The Road starts where the Skyline Drive ends, some 20 miles west of Charlottesville. Right from the beginning it heads upward like some long restrained eagle finally freed of its shackles.
For 470 miles southwest through Virginia and North Carolina, the Road goes like this, up and down, sometimes gently undulating, sometimes abruptly rising or dropping, often cutting sharply back on itself, occasionally rising into and even above the mysterious, cold and clammy clouds, nearly always crawling along the spine of the Blue Ridge Mountains and affording distant vistas stretching off miles on each side.
Even the roadway is beautiful. Certainly, there are few like it in the East. But the Road, the Blue Ridge Parkway, is free, a nation's gift to its people, and one that probably is not appreciated as much as it should be.
This is a good time to see it and savor it, for either the first time or again, because this is the 50th anniversary of its beginning. On Wednesday, the parkway's birthday, a suitable but simple ceremony will formally mark the occasion. The ceremony at the Cumberland Knob Recreation Area, a half-mile south of the North Carolina-Virginia line, will feature addresses by Gov. Charles Robb of Virginia, Gov. Jim Martin of North Carolina and parkway officials.
Such a ceremony should be simple to be in keeping, for this is really a country road, although it is paved. There are no billboards or signs of any kind except for small directional and information signs placed by the Park Service. There are no telephone or power lines or poles. There is no commercial traffic, and there are no buildings except for a scattering of houses and an occasional country store or small motel.
All the way down to Cherokee, N.C., you encounter almost no commercial attractions of any kind without getting off the Road in search of them. There are a few places with meals and accommodations, and most of them are run or franchised by the Park Service, which insists they meet its high standards.
In fact, about all there is on the parkway is nature. And sometimes, when traffic is not too heavy, wild animals cross the road, going from one part of their mountain to another as their ancestors did for centuries. It is not uncommon to see bear, deer, otter and mink on the shoulder of the road. Timber rattlers can be found off the shoulders, and skunk and salamanders. The lakes and streams nearby are home to rainbow trout and other fighters, and a hundred trails lead off the roadway and into the forest for those who want to see things first hand and close up.
The Road looks like the private driveway to a rich man's estate, and it is kept just as meticulously. The shoulders are mowed in the manner of a gentleman's haircut -- you can never tell whether he needs one or just had one. This may be the only highway in America where you can drive 100 miles without seeing one piece of litter.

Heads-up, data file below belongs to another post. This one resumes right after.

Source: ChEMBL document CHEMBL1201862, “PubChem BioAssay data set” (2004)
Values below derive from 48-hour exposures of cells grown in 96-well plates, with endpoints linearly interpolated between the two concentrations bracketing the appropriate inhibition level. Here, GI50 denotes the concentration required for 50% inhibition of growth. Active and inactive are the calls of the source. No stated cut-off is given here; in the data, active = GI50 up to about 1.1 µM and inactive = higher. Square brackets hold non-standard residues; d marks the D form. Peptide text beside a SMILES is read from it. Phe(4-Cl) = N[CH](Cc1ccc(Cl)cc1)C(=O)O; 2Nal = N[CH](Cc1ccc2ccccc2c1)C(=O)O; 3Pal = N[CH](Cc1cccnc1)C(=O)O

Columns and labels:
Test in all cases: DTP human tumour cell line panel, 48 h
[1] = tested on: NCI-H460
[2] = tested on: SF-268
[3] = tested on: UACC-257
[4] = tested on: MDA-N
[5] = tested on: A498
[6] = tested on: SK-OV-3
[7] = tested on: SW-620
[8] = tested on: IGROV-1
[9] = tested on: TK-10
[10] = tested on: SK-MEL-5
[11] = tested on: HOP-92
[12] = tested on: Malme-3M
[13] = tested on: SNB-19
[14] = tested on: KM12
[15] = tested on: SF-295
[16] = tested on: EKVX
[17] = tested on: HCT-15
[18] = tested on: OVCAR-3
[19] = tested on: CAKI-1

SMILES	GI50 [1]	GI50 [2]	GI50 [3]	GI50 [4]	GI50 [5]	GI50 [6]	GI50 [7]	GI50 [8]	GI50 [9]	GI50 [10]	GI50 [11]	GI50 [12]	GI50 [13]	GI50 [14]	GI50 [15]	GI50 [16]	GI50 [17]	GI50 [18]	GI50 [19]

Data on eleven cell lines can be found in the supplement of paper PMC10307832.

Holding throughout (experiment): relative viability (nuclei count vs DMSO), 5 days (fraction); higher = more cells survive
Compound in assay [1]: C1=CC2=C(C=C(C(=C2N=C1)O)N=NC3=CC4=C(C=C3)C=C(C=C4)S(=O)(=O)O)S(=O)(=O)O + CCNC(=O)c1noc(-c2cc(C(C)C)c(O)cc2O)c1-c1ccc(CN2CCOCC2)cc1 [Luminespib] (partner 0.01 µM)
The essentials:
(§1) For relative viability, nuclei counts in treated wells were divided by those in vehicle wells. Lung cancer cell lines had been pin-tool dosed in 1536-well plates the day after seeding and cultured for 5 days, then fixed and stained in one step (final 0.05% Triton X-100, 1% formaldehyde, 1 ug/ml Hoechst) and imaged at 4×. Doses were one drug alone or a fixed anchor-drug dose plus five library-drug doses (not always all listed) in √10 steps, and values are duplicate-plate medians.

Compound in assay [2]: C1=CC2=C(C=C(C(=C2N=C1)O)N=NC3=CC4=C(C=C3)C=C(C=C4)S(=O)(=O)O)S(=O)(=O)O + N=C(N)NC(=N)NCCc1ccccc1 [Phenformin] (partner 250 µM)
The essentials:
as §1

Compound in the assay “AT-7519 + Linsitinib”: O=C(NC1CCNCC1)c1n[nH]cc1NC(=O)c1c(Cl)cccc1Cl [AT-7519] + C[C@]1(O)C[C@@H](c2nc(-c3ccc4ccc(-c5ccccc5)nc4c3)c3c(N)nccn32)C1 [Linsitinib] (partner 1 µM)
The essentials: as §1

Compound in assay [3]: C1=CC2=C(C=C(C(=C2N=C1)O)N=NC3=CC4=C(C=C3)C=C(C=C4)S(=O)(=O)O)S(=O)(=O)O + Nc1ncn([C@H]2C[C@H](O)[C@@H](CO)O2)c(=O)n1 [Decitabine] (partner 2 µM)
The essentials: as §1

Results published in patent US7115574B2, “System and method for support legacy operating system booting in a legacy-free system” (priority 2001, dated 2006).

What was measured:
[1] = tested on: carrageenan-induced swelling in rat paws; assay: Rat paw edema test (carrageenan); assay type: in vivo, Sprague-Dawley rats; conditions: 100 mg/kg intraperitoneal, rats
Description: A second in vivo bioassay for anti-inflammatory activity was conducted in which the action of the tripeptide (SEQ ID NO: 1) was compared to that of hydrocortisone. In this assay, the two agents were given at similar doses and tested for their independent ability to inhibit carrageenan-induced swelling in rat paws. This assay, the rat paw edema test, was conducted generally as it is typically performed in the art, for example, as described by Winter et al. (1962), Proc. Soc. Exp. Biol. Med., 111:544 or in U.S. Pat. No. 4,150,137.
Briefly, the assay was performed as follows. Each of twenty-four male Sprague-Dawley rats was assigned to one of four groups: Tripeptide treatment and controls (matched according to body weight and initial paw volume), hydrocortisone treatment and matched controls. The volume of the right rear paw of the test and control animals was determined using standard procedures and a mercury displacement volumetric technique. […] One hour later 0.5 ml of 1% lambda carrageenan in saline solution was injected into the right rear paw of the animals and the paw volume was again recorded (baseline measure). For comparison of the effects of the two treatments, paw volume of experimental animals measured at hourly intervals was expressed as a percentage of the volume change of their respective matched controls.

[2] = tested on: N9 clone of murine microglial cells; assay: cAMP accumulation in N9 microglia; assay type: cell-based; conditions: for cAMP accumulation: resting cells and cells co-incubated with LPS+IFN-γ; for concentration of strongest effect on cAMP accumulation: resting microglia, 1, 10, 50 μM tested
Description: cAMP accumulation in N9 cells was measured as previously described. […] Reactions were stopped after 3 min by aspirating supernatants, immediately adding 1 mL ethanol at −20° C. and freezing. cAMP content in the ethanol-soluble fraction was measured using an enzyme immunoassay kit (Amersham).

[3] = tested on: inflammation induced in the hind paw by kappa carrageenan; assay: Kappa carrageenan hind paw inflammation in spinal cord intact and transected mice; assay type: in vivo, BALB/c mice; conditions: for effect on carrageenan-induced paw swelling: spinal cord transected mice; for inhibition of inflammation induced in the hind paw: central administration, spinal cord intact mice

In the entire span between the Shenandoah National Park and the Great Smoky Mountains National Park it drops at one point near the James River in Virginia to 649 feet, and just west of Devil's Courthouse, which is between Asheville and Cherokee, it soars to 6,053 feet, its highest point.
This is not a road on which to hurry; it is a place to dawdle. Even those inclined to break the 45 mph speed limit would find it difficult because the winding macadam has few straight stretches, and the solid yellow line down its middle sometimes runs for miles without a break. Traffic creeps in summer, moseys along in spring and fall, and sometimes is not allowed at all in winter, when the Road is closed by ice and deep snow.
The Blue Ridge Parkway turned out to be a nation's gift to its people in two ways: Generations of flatlanders have driven it, picnicked on the adjoining hillsides and hiked its trails -- 400 million altogether and more than 19 million last year.
But when it was begun, back in the depths of the Depression, it was considered a boon of a different kind to the people of a land blessed with everything but jobs. Construction of the parkway meant employment and income for uncounted thousands of mountain men whose families were literally suffering from hunger. There was no money to buy food in this land then, and what there was to eat came from the garden, the stream and the forest.
The parkway will have cost nearly $150 million when it is completed in 1987. Most of that went into the local economy.
There are varying versions of whose idea the parkway was and how it came into being. Most historians agree that in 1933, Virginia's Sen. Harry F. Byrd broached to President Franklin D. Roosevelt the idea of a scenic route connecting the two national parks. FDR was enthusiastic about it, and Congress approved and authorized its construction. The route of the northern leg, as far down as Peaks of Otter, Va., was easily agreed upon. But there was hot debate over which route it should take from that point on. One led through Tennessee, the other through North Carolina.